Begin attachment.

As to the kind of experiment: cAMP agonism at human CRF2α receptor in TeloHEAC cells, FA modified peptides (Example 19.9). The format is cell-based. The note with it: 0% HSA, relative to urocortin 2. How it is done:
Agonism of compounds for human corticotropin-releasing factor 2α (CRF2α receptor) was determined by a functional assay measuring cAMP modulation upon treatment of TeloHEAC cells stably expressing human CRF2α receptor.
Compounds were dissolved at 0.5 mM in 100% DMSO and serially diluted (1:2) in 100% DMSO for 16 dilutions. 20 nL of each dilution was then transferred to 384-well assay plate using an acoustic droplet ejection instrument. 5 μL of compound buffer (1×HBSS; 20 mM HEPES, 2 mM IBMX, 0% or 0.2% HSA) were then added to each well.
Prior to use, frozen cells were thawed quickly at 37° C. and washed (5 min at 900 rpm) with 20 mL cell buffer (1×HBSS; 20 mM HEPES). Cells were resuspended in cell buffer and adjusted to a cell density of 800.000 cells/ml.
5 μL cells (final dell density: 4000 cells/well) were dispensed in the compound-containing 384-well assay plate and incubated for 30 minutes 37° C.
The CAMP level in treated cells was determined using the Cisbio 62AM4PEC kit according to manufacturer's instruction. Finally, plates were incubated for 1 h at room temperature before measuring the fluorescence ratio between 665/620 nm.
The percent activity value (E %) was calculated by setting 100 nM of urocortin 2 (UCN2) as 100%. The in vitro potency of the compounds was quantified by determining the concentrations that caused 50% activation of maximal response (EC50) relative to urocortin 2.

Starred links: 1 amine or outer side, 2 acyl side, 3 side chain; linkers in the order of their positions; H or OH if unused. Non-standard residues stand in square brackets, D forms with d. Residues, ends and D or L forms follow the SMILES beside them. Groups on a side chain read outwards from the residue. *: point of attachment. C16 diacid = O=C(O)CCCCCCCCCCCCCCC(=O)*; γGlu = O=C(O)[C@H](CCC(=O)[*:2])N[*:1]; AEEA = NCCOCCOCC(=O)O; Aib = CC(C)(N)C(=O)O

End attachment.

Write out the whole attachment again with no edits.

As to the kind of experiment: cAMP agonism at human CRF2α receptor in TeloHEAC cells, FA modified peptides (Example 19.9). The format is cell-based. The note with it: 0% HSA, relative to urocortin 2. How it is done:
Agonism of compounds for human corticotropin-releasing factor 2α (CRF2α receptor) was determined by a functional assay measuring cAMP modulation upon treatment of TeloHEAC cells stably expressing human CRF2α receptor.
Compounds were dissolved at 0.5 mM in 100% DMSO and serially diluted (1:2) in 100% DMSO for 16 dilutions. 20 nL of each dilution was then transferred to 384-well assay plate using an acoustic droplet ejection instrument. 5 μL of compound buffer (1×HBSS; 20 mM HEPES, 2 mM IBMX, 0% or 0.2% HSA) were then added to each well.
Prior to use, frozen cells were thawed quickly at 37° C. and washed (5 min at 900 rpm) with 20 mL cell buffer (1×HBSS; 20 mM HEPES). Cells were resuspended in cell buffer and adjusted to a cell density of 800.000 cells/ml.
5 μL cells (final dell density: 4000 cells/well) were dispensed in the compound-containing 384-well assay plate and incubated for 30 minutes 37° C.
The CAMP level in treated cells was determined using the Cisbio 62AM4PEC kit according to manufacturer's instruction. Finally, plates were incubated for 1 h at room temperature before measuring the fluorescence ratio between 665/620 nm.
The percent activity value (E %) was calculated by setting 100 nM of urocortin 2 (UCN2) as 100%. The in vitro potency of the compounds was quantified by determining the concentrations that caused 50% activation of maximal response (EC50) relative to urocortin 2.

Starred links: 1 amine or outer side, 2 acyl side, 3 side chain; linkers in the order of their positions; H or OH if unused. Non-standard residues stand in square brackets, D forms with d. Residues, ends and D or L forms follow the SMILES beside them. Groups on a side chain read outwards from the residue. *: point of attachment. C16 diacid = O=C(O)CCCCCCCCCCCCCCC(=O)*; γGlu = O=C(O)[C@H](CCC(=O)[*:2])N[*:1]; AEEA = NCCOCCOCC(=O)O; Aib = CC(C)(N)C(=O)O